Juwangsan Mountain National Park (주왕산 군립공원) is located in Gyeongsangbuk-do (경상북도). According to the Korea Tourism Organization, it was designated as National Park #12 in 1976 and is the smallest of Korea’s National Parks. However, what the park is lacking in size, it makes up for in beauty.
I took my trip to Juwangsan on an early summer afternoon. The weather was perfect the entire day, giving me lots of opportunities to take photos with blue skies and fluffy white clouds. There’s nothing better than good weather to make me a happy traveler and photographer.
From the parking lot of the park until you reach Daejeonsa Temple (대전사) is a path lined with restaurants serving all of your standard Korean dishes and drinks. As you walk up this road, the huge rocks atop Juwangsan draw your attention more and more.
The giant rocks of Juwangsan protrude from out of the earth. I think they look a bit like a folding screen. Whatever they look like to you, I’m sure you’ll agree that it’s impressive to look at. With Daejeonsa Temple positioned at their base, the looming rocks seem to take on the role of a powerful and vigilant guardian of the temple.
I asked a National Park Officer to suggest a good route to take and took his advice. It turned out that I didn’t climb up those big rocks as I’d hoped. Instead, I climbed to the top of some other peak with absolutely no view of anything. Fortunately, about 1hr 15m up the trail I arrived at an overlook with a view of more impressive mountain shapes. I’m now curious if it is possible to climb them.
I only stopped long enough to entertain thoughts of climbing what I was looking at and take some photos. It took me another 30 minutes to get to the peak, and then another hour to get down the other side and reach the first of several waterfalls I found in the valley below.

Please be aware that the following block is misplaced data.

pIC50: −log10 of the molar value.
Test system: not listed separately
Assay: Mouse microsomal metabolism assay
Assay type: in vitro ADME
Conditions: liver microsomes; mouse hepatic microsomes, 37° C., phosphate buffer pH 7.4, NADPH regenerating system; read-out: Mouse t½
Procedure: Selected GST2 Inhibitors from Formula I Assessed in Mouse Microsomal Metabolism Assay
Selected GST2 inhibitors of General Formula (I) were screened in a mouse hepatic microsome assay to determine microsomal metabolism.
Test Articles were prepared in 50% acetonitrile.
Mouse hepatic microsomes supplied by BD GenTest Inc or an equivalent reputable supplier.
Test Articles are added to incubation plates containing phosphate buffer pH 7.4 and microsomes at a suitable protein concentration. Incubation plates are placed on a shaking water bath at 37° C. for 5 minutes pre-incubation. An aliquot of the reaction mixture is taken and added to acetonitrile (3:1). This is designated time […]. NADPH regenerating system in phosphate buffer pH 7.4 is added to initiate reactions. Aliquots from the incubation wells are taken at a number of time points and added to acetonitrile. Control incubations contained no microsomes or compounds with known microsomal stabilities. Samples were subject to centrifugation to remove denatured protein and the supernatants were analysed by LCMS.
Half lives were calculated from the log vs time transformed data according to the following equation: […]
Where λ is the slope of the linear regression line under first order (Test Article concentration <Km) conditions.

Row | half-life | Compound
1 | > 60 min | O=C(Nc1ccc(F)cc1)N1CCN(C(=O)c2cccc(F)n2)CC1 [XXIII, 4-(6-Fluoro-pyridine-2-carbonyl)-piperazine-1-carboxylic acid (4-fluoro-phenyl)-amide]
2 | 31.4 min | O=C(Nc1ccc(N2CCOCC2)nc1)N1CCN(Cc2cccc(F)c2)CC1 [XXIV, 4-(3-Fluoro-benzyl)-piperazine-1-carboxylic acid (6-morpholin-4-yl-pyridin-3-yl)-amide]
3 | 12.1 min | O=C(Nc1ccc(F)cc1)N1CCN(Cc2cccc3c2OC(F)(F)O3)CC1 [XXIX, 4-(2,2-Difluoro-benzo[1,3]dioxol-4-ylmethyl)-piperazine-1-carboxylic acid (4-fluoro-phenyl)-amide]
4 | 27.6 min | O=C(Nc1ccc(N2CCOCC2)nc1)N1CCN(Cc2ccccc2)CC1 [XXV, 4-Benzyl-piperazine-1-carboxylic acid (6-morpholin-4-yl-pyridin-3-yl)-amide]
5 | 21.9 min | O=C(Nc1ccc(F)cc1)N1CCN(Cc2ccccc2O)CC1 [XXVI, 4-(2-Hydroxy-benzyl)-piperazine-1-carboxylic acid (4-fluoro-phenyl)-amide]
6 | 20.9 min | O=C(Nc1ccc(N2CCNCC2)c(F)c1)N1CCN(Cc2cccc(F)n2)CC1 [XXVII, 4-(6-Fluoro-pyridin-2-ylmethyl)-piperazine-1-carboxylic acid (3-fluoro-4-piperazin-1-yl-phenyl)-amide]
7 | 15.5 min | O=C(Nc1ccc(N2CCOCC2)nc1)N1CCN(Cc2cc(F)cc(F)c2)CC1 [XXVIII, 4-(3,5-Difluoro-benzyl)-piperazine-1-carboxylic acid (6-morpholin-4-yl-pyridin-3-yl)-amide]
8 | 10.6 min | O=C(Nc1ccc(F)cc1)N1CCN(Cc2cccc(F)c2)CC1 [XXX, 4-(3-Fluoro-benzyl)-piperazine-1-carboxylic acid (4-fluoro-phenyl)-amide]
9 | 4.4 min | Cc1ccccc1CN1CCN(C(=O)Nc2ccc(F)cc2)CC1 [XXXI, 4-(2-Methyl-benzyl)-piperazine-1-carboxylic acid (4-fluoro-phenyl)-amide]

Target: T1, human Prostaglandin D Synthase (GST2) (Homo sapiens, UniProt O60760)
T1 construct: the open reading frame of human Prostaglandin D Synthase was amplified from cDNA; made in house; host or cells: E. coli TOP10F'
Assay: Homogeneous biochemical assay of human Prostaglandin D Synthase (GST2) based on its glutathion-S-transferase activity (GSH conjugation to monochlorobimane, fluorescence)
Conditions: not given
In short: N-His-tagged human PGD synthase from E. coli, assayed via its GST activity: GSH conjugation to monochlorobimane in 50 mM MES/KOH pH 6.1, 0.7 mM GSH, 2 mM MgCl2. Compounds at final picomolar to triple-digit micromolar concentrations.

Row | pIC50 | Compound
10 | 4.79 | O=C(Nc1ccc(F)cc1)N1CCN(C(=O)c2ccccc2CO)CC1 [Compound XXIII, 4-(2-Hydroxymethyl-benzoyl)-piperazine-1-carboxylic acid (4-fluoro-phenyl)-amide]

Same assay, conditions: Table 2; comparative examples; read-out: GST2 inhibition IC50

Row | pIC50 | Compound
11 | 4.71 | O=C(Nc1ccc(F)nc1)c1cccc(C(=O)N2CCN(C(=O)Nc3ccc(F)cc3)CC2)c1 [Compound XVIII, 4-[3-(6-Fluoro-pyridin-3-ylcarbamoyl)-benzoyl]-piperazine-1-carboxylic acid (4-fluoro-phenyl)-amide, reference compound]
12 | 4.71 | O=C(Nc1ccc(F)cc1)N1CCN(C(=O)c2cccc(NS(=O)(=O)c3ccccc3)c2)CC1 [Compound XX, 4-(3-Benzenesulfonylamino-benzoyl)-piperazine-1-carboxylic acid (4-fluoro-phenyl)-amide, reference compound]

There are signs showing you where three waterfalls are located and each is plainly listed as waterfalls number 1, 2, and 3. The path leading to all of them is relatively flat and super easy on the legs. This was where I enjoyed myself the most as I was impressed with much of what I saw. The waterfalls weren’t gushing water, but they rarely are when I visit. The most impressive memory I have from walking from waterfall to waterfall is the strange rock shapes that I encountered.
There are also a couple of caves and Buddhist hermitages located in the area that I didn’t have time to visit. The Korea Tourism Organization says that there are four valleys. Basically, there’s a good amount of things to see at Juwangsan.
Sitting at my desk and looking back, Juwangsan National Park gets a huge thumbs up. I’m looking forward to returning in the fall when the leaves have changed colors and I have another chance to see anything I missed on my first visit. I’ll also take a visit to a nearby reservoir pond that was built in ancient times and is called Jusanji (주산지). If you don’t like hiking, you could still skip climbing to the peak, stay in the valleys and have a good time.